An exciting set of papers was published in Nature last week, the culmination of the ENCODE project results. This project has been in the works since 2007 with the goal to characterize all of the important elements of the human genome (where each gene is, where do certain molecules bind, how is the genomic DNA organized, etc.). Remember, the genome is a sequence of DNA that provides instructions for each of our cells. A person has the same genomic DNA in every cell, but it is differences in how parts of that DNA are organized and how it interacts with other molecules in the cell that enable us to have skin cells and lung cells and muscle cells that look and function very different.
ENCODE stands for ENCyclopedia Of DNA Elements and there are separate projects for other species like the fruit fly and the nematode worm. The human version of the ENCODE project has been ongoing for five years now and they have now published their initial findings. I cannot express how much data was produced from these studies, it’s overwhelming! Thus, these publications (and there are many) are just the beginning and many more studies will be done using this data. Thankfully, Nature published a paper that gave a broad summary of some of the findings from this massive collection of data and analyses. This is the paper I will be discussing today: “An integrated encyclopedia of DNA elements in the human genome” by The ENCODE Project Consortium. To everyone’s benefit, this paper and many other ENCODE publications are freely available to everyone at http://www.encodeproject.org. So if anything here sounds interesting to you and you want to learn more, you can look up all the details. The data from the project is freely available too! So if you’re really ambitious, or have a favorite gene that you want to check out, you can with just your computer and an internet connection.
Problem/Question: In the past decade we uncovered the full sequence of the human genome, but that in itself did not tell us the role that each letter or part of the DNA sequence has. We found that much more data on how the DNA is organized and what interacts with it in a cell is needed to better understand the complex workings of the genome. Thus, the ENCODE Project was born.
Results: First let me try to give you an impression of the sheer amount of data collected for this project. There were 1, 640 datasets (these varied in size, but many are very large and detailed) and 147 different types of cells were examined. This is a lot of data and while it can be analyzed in broad strokes, to get all of the important information out of it, it will also need to be examined in finer detail. Many of the papers published last week are the broad view papers and some, and many future papers, look at the finer details.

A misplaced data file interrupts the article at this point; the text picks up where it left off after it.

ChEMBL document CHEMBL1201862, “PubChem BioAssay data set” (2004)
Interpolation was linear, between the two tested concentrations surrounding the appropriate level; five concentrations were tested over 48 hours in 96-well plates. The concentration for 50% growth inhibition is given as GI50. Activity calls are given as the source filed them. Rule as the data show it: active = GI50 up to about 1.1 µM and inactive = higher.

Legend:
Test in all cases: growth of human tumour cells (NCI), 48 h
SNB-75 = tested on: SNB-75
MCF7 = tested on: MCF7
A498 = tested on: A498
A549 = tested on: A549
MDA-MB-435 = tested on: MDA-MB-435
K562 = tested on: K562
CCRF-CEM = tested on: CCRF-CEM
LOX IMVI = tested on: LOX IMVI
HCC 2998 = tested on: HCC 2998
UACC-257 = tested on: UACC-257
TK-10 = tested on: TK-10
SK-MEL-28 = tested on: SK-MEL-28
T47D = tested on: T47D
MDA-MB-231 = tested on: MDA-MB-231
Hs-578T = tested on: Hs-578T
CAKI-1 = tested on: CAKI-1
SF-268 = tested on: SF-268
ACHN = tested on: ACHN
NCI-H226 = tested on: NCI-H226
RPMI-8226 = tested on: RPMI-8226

One thing that the ENCODE project has that is beneficial for scientists (and whose results will benefit others) is the cohesiveness and compatibility of the datasets. Studies have been done previously on topics that are covered by the ENCODE project, but different labs have different interests, and while their information is by no means necessarily bad, it can be very difficult to compare data from two different experiments done in different ways. The ENCODE Project set up a set of guidelines to ensure that their data met strict criteria and could be compared freely, even though many many labs were working on different aspects of the project. This produces a huge reserve of information that can be used in different ways and give a very detailed description of exactly what is happening and where in the genome.
The major functional regions of the genome are genes: sequences of DNA that code for a protein. The protein that is produced performs some function in the cell and a wide variety of proteins are needed to keep a cell alive and allow it to produce more cells. The ENCODE Project went through the whole genome and, using past knowledge and computer predictions, found 20,687 protein-coding genes. This is pretty close to our estimates from the past few years and so is no surprise. What is more interesting, to me at least, is that they identified an average of 6.3 alternatively-spliced transcripts per gene. Think of a gene as a series of letters that make a word, such as carrot. From the letters C, A, R, R, O and T, we can spell carrot, car, cat, cot, art, and rot all from those letters in that order. That’s similar to how transcripts from a gene work. The gene has exons (regions that code for a part of a protein) that are separated by introns (DNA sequence that does not code for a protein). The exons are like our letters in CARROT. A protein reads along the gene and makes a copy of it in RNA (a molecule similar to DNA). This RNA copy has pieces removed, including the introns and some exons, to form a transcript that codes for a specific protein. Many transcripts can be made from a single gene and each of these transcripts can be cut and pasted together differently to make different proteins all from the same gene sequence. Stepping back a second, what this means is that while we have about 20,687 genes in our genome, from those genes, we make over 125,000 different proteins.